Generalized Anxiety Disorder is characterized by excessive anxiety and worry, restlessness, irritability, muscle tension, fatigue and disturbed sleep over at least 6 months. These are exactly those types of persons who conclude that “if I could just fix this or that I would not have any worry anymore". They also often report that, “I thought something was physically wrong with me but the Dr. told me I was fine".

The fact is that there is “something physically wrong" with these people in that there is some abnormality in the brain functions that control anxiety, it is just that there is no simple medical test yet on the complexities of the brain to prove this and there is no “obvious" physical problem-unless you consider debilitating anxiety physical which is probably the case. However, twin studies show a high incidence of concordance of this disorder. Also, stress can push people over the edge into this kind of anxiety, but usually the stress is such that most persons would bounce-back to normality quickly, indicating that persons with GAD have some kind of vulnerability to anxiety. Counseling can help these persons to stop fixating on and amplifying their problems; and medication can help alleviate the underlying anxiety.

Panic Disorder

Persons with Panic Disorderare more shocked by the intensity and sudden nature of their anxiety than those with GAD. They have repetitive panic attacks with anxiety that is intense, sudden, usually out of the blue and may awaken the person at night. They have palpitations, sweating, rapid respirations, choking, dizziness, shaking, feeling like the world will come to an end, and tingling in their extremities (secondary to metabolic changes from all the hyperventilation). These persons begin to worry about when and where the next panic will occur (anticipatory anxiety), and also start to avoid going to places where they may not be able to get help (phobic avoidance or agoraphobia).

Persons with panic attacks are often first seen in the emergency room, given a sedative and told “there is nothing wrong with you". Lately, medical doctors are more aware of panic attacks, but many still do not refer the patient to a psychiatrist. Again, the “there is nothing wrong with you" is not true, the person has Panic Disorder, and as noted above, there is some evidence from brain scans and other test that this is probably due to a dysregulation of some anxiety areas I the brain; there is just no standard medical problem (on rare occasion these persons have hyperthyroidism or other endocrine problems, and it is best to be seen by an M.D. psychiatrist who can diagnose these disorders). Again, if you put “panic disorder and brain scans" into the Pub Med web site of the U.S. National Library of Medicine or other search sites you can see the types of biologic findings in panic disorder.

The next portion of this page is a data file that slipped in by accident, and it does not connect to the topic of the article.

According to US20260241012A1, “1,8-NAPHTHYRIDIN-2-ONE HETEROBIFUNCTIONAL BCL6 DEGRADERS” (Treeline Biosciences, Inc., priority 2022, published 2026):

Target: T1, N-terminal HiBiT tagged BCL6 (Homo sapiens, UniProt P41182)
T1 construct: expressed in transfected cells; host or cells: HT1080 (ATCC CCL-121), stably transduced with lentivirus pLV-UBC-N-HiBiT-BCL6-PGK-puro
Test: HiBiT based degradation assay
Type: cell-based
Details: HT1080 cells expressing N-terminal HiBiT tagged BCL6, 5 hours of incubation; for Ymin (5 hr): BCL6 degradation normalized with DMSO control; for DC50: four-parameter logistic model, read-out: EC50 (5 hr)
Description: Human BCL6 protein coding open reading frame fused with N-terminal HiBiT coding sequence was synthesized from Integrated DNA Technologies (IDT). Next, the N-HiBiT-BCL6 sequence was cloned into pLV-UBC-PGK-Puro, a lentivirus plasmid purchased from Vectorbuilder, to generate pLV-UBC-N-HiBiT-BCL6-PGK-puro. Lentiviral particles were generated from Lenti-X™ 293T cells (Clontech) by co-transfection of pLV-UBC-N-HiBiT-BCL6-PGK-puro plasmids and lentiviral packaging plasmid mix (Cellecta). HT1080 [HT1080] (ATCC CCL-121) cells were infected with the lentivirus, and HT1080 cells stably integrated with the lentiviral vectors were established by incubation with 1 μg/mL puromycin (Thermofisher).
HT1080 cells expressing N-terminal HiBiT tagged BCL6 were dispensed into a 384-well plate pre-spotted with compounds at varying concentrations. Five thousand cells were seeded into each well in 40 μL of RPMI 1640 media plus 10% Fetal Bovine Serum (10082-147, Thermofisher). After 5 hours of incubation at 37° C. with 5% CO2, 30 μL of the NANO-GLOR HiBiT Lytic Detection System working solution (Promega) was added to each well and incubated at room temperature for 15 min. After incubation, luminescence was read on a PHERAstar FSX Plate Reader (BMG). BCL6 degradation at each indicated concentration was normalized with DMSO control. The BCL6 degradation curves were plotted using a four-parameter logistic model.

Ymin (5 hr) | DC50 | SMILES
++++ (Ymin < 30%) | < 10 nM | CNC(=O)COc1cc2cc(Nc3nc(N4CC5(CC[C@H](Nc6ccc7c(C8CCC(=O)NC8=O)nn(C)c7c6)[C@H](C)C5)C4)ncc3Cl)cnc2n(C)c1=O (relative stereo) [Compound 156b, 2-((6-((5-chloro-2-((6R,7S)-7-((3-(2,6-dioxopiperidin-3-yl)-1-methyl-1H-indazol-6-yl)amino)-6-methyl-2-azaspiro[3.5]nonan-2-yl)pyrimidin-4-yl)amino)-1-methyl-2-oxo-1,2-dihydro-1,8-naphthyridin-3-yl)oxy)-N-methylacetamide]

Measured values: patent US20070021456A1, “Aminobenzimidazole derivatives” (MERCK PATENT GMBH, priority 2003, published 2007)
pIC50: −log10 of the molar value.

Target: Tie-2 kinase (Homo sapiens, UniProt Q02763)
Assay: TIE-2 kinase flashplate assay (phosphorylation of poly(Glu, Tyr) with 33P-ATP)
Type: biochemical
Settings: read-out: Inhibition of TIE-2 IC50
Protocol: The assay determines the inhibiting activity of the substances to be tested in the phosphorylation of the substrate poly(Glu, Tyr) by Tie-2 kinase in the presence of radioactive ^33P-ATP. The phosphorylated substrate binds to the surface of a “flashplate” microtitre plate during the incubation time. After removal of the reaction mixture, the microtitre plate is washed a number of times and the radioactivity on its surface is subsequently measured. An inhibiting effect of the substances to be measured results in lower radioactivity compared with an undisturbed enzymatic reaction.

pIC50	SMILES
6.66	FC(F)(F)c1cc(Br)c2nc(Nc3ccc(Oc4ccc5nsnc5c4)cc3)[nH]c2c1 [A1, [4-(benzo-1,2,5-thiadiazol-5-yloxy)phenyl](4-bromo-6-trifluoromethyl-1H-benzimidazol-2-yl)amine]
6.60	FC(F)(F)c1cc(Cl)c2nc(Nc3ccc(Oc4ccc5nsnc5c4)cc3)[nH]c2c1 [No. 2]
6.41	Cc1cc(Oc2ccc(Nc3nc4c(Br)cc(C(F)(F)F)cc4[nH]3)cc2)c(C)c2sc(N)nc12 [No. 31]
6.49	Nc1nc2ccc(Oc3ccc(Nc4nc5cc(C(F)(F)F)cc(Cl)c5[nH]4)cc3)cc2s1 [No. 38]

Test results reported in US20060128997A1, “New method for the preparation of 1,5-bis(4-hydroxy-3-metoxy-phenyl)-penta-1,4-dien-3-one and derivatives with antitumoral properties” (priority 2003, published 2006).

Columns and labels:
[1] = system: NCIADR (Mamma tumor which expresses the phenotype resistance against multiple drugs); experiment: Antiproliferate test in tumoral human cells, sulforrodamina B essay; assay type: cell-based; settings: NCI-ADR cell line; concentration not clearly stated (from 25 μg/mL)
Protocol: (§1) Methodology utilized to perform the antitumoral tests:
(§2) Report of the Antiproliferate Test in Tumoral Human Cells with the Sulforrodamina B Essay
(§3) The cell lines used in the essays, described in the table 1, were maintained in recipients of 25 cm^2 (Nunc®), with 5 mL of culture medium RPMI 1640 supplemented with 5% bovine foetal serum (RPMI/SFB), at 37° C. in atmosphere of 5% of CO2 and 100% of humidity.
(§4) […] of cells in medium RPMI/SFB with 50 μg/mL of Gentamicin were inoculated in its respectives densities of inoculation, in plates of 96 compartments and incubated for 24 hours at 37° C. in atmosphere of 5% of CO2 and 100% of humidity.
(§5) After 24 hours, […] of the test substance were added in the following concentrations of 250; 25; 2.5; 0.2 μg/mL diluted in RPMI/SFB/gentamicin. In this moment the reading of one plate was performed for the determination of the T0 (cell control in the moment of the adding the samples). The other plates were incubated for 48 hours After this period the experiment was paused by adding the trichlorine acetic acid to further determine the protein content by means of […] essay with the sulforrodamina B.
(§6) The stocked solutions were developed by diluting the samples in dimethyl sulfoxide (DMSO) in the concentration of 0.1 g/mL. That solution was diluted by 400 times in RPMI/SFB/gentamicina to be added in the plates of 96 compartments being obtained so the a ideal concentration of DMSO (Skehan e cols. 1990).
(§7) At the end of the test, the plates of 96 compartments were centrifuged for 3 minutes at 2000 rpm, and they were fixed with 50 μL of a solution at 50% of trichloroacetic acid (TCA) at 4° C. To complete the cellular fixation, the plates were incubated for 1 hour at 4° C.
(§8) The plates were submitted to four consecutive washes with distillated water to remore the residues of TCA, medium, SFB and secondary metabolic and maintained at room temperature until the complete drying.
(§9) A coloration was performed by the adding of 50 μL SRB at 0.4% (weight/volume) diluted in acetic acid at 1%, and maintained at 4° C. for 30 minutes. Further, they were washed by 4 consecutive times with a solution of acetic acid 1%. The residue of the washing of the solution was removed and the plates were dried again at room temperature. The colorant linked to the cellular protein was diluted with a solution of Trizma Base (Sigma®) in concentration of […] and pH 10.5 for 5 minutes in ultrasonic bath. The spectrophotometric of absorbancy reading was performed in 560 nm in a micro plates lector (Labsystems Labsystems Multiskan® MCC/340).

First degree relatives are 8 more times to also have Panic Disorder than the general population, and medication is extremely effective to turn off the panic. Sometimes panic attacks only occur in the context of depression, and in this case we like to consider that the panic is an associated symptom of depression rather than give a person 2 mental illness diagnoses as the panic will go away with the depression.

Psychotherapy is extremely important in education, decreasing irrational fears, decreasing self-recrimination of one’s personality flaws which are usually not really there, and in breaking the cycle of anticipatory anxiety and phobic avoidance. Cognitive restructuring, gradually increasing doses of exposure to fears, and support of one’s innate strengths, can be of immense help to these persons who are usually very grateful to the therapist for their help.

Social Anxiety Disorder (SAD)

Social Anxiety Disorder is a very common problem, and including the very mild forms may affect near 10% of the population. SAD is mainly defined as fear of social situations in which embarrassment may occur. It may be generalized to many social situations or circumscribed to one or two specific situations. The most common form is intense anxiety in public speaking. The person may get red and flustered and shaking in voice and hands. Other situations can include fear of meeting new people, fear of going to public toilets, and fear of drinking, eating, or writing in public. Situations are avoided and there can be much subjective distress and significant impairment in one’s functioning. There is a tendency for Social Phobia to run in families.

The psychological mechanism is that the person has some sense of low self-esteem and they project this onto the people they are speaking to and meeting with which amplifies their anxiety.

Education, exposure training, psychotherapy and medication may all be beneficial in this disorder which usually responds well to treatment.

Obsessive-Compulsive Disorder (OCD)

There are 2 forms of Obsessive-Compulsive Disorder. One is where the person mainly has obsessions, the other is where the person has obsessions and compulsions to act on the obsessions. These must be time consuming or cause significant distress and/or impairment, and the person is aware of their excessive nature.